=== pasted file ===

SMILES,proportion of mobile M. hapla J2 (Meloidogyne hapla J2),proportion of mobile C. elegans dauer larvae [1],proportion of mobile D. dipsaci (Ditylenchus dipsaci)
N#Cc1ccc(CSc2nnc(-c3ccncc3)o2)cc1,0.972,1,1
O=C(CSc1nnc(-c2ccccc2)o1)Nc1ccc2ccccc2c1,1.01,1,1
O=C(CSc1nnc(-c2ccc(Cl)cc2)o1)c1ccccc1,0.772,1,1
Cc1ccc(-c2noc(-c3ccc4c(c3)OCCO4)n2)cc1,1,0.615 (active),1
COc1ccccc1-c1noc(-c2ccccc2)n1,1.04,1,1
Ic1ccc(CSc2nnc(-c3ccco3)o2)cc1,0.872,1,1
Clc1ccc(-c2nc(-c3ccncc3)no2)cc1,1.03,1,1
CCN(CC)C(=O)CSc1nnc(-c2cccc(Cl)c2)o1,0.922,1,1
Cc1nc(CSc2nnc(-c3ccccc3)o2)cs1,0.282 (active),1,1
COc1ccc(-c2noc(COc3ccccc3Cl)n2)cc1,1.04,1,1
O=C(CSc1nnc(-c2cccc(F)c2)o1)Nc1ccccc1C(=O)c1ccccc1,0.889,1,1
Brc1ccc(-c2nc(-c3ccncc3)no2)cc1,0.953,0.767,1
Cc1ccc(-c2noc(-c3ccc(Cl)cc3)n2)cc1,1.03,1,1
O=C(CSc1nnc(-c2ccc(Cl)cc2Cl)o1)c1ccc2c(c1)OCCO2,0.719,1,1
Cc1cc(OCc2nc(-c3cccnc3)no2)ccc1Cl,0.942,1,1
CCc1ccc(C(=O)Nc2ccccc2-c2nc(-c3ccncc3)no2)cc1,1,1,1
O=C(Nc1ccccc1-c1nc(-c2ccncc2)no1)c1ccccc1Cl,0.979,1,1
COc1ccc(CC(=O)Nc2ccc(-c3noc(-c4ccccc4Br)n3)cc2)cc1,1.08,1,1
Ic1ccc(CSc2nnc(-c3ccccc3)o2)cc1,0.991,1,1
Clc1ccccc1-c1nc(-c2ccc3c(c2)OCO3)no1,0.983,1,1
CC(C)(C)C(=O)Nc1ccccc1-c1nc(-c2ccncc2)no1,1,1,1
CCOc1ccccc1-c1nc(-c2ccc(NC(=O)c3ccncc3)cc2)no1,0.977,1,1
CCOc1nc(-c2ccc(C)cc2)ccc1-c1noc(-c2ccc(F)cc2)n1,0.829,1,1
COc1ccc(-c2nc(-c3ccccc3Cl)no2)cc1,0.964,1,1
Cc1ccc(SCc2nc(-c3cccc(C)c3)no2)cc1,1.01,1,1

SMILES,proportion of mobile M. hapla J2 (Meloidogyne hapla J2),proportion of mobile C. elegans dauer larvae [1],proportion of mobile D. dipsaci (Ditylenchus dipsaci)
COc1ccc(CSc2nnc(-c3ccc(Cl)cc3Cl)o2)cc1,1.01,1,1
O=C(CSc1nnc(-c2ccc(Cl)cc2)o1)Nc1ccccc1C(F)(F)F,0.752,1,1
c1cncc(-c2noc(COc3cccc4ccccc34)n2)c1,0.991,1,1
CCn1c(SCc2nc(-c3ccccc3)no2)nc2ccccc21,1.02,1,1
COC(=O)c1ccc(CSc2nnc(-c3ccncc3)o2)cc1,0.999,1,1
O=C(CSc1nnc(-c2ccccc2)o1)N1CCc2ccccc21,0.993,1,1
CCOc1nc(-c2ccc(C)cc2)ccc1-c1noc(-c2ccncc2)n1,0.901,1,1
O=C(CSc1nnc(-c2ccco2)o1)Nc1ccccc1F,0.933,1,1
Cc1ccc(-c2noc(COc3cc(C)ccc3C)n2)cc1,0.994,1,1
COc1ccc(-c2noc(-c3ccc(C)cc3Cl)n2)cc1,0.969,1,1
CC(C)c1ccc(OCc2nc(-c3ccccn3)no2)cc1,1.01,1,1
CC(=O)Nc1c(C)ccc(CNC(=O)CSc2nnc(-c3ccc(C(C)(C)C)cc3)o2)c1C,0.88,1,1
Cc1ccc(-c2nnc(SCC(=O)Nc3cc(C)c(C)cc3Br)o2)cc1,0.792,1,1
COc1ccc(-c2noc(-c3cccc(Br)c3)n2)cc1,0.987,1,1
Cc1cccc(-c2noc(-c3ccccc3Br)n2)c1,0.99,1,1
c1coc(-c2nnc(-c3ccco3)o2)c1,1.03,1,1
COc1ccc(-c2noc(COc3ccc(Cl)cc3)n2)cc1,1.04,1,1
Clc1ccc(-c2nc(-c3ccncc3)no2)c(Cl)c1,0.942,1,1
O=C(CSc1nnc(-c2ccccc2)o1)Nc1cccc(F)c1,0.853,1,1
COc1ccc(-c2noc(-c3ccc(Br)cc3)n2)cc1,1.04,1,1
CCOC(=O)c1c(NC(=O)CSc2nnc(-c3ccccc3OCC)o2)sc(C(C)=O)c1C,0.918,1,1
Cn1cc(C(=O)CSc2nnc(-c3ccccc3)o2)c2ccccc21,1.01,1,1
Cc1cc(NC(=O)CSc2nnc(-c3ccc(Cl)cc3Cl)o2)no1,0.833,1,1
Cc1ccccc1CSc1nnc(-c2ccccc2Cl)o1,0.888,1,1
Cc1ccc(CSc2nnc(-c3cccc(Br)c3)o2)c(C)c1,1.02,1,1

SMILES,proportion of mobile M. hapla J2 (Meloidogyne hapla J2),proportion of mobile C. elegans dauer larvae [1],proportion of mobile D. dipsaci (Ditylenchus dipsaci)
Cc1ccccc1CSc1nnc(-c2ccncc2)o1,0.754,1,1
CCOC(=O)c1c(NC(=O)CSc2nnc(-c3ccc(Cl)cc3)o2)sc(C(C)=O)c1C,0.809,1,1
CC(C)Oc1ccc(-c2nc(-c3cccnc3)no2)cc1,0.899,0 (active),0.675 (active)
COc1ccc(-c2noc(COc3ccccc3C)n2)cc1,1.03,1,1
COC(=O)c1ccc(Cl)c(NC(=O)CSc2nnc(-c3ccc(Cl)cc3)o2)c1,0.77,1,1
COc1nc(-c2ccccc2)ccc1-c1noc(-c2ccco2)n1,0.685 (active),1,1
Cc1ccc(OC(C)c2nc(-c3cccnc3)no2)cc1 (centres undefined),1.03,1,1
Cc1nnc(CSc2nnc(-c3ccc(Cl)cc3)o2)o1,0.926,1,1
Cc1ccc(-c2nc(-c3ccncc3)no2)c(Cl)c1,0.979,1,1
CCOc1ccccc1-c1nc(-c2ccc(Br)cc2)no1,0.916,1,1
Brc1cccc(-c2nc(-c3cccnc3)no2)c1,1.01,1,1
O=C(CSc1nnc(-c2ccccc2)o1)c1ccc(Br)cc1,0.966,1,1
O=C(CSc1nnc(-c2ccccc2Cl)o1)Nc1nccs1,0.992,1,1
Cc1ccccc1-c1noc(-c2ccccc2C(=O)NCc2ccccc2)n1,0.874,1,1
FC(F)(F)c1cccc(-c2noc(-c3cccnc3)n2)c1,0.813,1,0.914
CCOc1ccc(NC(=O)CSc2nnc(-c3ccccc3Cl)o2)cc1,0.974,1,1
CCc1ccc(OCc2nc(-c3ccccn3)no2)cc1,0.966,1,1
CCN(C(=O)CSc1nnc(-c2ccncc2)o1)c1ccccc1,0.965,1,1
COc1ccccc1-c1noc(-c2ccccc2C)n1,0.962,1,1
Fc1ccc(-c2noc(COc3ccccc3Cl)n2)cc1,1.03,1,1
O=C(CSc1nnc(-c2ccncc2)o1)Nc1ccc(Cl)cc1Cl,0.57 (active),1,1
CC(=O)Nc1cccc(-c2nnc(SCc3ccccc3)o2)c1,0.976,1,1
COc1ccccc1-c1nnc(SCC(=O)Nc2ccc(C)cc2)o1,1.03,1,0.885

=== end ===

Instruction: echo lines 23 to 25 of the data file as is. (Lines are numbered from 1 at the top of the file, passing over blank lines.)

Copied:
CCOc1ccccc1-c1nc(-c2ccc(NC(=O)c3ccncc3)cc2)no1,0.977,1,1
CCOc1nc(-c2ccc(C)cc2)ccc1-c1noc(-c2ccc(F)cc2)n1,0.829,1,1
COc1ccc(-c2nc(-c3ccccc3Cl)no2)cc1,0.964,1,1